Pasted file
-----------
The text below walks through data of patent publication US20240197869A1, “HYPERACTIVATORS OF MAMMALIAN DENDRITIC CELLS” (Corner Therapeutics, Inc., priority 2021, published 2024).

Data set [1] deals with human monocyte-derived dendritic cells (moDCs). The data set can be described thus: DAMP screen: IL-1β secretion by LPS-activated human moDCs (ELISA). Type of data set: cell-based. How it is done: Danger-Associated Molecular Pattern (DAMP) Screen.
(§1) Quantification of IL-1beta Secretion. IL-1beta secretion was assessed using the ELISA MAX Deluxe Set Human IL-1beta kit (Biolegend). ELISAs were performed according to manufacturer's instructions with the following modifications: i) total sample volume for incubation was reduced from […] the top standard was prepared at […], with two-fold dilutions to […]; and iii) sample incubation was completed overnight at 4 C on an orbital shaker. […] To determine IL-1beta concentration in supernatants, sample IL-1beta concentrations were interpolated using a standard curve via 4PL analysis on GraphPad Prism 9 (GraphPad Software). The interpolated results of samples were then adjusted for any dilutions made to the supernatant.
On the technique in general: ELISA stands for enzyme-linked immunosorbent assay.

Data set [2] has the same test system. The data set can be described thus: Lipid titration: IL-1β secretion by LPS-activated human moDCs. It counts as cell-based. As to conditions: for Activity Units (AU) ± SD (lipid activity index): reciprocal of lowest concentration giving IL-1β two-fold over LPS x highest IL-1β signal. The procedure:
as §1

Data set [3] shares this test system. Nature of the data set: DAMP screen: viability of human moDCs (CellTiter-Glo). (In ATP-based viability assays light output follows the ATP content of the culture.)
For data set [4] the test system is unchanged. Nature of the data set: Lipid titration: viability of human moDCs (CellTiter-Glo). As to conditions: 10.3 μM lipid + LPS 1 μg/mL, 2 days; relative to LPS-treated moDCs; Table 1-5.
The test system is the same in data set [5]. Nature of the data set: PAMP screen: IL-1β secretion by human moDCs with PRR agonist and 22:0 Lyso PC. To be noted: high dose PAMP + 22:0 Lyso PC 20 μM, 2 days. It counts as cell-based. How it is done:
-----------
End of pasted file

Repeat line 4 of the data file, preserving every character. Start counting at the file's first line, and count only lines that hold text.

On the technique in general: ELISA stands for enzyme-linked immunosorbent assay.